argues that all three state unfair trade practices claims should be dismissed for failure to state a
claim, yet it has conceded that the state statutes are co-extensive with the Lanham Act with
respect to liability. (Def.’s Mem. at 18-19.) Because the Court finds that plaintiff has adequately
stated a claim under the Lanham Act, it can also reject defendant’s argument that the state law
claims should fail for the same reasons as the Lanham Act.
Defendant makes other arguments about why Watkins has failed to state claims under the
state statutes, but none of those other arguments has merit. First, defendant cites a federal case
for the proposition that a business entity does not have standing to sue under FDUTPA. (Def.’s
Mem. at 19 n.9 (citing Kertesz v. Net Transactions, Ltd., 635 F. Supp. 2d 1339, 1349-50 (S.D.
Fla. 2009)).) However, a more recent opinion from a Florida state court held that non-consumers
do have standing. See Caribbean Cruise Line, Inc. v. Better Bus. Bureau of Palm Beach Cnty.,
169 So.3d 164, 169 (Fl. Ct. App. 2015). Second, defendant argues that Watkins’ claim under the
MDTPA fails because it does not involve mistaking one product for another. (See Def.’s Mem.
at 20-21.) Contrary to defendant’s claim, the plain language of the statute covers deception
about the “characteristics” or “quantities” of a product. Minn. Stat. § 325D.44(5).
Finally, the Court declines to dismiss any of the state statutory claims on the basis of
choice-of-law analysis at this stage, because it does not have a complete factual record or
adequate briefing. When there is a conflict between different states’ laws, Minnesota selects the
applicable law by considering five factors: “(1) predictability of result; (2) maintenance of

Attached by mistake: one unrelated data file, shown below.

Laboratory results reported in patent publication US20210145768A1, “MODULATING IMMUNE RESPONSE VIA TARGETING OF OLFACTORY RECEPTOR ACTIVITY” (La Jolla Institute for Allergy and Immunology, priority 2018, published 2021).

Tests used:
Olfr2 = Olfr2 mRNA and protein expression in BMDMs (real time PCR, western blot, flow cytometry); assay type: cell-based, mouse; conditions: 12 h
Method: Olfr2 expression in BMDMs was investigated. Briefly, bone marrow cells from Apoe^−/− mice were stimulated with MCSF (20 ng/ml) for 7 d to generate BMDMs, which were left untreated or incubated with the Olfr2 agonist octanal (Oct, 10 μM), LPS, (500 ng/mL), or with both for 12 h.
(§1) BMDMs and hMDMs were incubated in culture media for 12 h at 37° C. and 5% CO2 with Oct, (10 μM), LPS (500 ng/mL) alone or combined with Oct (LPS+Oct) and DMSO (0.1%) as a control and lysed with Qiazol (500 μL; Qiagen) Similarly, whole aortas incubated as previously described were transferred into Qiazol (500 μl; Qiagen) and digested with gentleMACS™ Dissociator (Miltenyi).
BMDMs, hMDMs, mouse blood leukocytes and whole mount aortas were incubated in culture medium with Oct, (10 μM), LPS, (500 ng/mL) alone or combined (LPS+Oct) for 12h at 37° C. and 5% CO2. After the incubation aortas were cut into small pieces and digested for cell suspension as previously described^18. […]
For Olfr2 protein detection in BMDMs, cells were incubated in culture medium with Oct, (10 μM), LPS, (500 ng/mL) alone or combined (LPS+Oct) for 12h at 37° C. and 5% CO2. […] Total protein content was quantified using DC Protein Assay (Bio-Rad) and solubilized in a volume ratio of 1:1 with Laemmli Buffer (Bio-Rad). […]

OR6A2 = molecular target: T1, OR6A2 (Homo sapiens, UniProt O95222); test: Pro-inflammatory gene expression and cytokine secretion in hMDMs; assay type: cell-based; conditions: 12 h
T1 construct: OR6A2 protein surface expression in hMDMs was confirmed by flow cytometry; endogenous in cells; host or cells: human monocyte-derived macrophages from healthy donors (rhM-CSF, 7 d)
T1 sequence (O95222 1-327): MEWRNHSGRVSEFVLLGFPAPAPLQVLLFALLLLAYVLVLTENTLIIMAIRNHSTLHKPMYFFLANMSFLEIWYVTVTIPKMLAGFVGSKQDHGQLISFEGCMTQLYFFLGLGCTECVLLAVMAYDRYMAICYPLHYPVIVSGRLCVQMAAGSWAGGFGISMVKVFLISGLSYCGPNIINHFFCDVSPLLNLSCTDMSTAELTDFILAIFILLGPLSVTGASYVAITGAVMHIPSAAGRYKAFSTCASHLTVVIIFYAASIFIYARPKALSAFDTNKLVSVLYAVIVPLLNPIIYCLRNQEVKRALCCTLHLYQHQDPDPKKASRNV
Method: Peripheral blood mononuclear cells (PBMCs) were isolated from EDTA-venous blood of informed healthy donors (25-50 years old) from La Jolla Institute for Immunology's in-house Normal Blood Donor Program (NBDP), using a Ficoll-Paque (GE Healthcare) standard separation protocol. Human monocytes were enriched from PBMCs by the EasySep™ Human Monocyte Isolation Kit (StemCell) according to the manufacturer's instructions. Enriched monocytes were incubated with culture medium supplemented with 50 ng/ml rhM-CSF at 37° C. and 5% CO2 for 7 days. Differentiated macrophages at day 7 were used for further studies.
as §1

interstate and international order; (3) simplification of the judicial task; (4) advancement of the
forum’s governmental interest; and (5) application of the better rule of law.” Jepson v. Gen. Cas.
Co. of Wisc., 513 N.W.2d 467, 470 (Minn. 1994). The Minnesota Supreme Court has explained
that “[t]hese factors were not intended to spawn the evolution of set mechanical rules but instead
to prompt courts to carefully and critically consider each new fact situation.” Id. As a result,
courts often decline to complete the choice-of-law analysis on a motion to dismiss, when they do
not possess all of the relevant facts. See, e.g., P.L. Banks, Inc., v. Organized Fishing, Inc., No.
14-cv-3013, 2015 WL 420288, at *6 (D. Minn. Feb. 2, 2015); Smith v. Questar Capital Corp.,
No. 12-cv-2669, 2013 WL 3990319, at *10 (D. Minn. August 2, 2013).
Defendant argues for the application of Minnesota law (and dismissal of claims under
California and Florida law) by presenting a rule that a corporation is deemed to have suffered an
economic injury at its principal place of business, but it derives that rule from opinions that did
not apply Minnesota’s choice-of-law analysis. (See Def.’s Mem. at 17-18.) Furthermore,
defendant ignores the fact that this is an unfair competition case, and so one might argue that the
injury occurred where the plaintiff lost sales. See, e.g., Dole Food Co., Inc. v. Watts, 303 F.3d
1104, 1113 (9th Cir. 2002) (noting that “a corporation can suffer economic harm both where the
bad acts occurred and where the corporation has its principal place of business”). Indeed,
because of this ambiguity, the most recent Restatement explains that “the place of injury does not
play so important a role for choice-of-law purposes in the case of false advertising . . . as in the
case of other kinds of torts. Instead, the principal location of the defendant’s conduct is the
contact that will usually be given the greatest weight . . . .” Restatement (Second) of Conflict of
Laws § 145 cmt. f (1971). Since the parties have failed to offer an adequate discussion of the
applicable choice-of-law rules, how they apply to the facts of this case, or whether factual
development is necessary for the analysis, the Court will not dismiss plaintiff’s claims under
California and Florida law at this time.
V. UNFAIR COMPETITION
Because plaintiff failed to contest defendant’s motion to dismiss its common law claim of
unfair competition, it has conceded defendant’s argument. See Rosenblatt v. Fenty, 734 F. Supp.
2d 21, 22 (D.D.C. 2010). The Court will therefore dismiss Count Five of the amended
For the reasons discussed above, defendant’s motion to dismiss is granted in part and
denied in part. A separate Order accompanies this Memorandum Opinion.
/s/ Ellen Segal Huvelle
ELLEN SEGAL HUVELLE
United States District Judge
Date: October 17, 2016